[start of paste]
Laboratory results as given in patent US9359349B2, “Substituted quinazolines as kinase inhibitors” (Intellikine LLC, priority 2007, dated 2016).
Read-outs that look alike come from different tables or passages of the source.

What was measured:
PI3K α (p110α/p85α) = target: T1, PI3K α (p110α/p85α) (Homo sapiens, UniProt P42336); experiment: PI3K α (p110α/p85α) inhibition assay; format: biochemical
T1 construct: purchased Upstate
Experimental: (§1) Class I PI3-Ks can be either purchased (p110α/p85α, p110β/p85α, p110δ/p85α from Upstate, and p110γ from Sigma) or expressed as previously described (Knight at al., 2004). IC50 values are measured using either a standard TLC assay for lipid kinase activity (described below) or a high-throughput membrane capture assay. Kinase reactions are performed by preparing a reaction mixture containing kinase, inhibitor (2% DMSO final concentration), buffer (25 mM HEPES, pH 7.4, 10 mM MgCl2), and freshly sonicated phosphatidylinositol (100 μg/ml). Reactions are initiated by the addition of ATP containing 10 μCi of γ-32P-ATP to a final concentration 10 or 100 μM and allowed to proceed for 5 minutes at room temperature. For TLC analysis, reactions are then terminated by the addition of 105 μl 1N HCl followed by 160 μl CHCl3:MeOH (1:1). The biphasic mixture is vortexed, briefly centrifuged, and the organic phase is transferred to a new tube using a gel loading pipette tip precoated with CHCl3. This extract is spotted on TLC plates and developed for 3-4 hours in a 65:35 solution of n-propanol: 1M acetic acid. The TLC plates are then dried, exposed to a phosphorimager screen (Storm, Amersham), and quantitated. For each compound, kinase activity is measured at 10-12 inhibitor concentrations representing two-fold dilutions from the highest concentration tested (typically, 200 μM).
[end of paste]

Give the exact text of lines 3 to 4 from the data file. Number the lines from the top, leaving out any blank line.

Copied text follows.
What was measured:
PI3K α (p110α/p85α) = target: T1, PI3K α (p110α/p85α) (Homo sapiens, UniProt P42336); experiment: PI3K α (p110α/p85α) inhibition assay; format: biochemical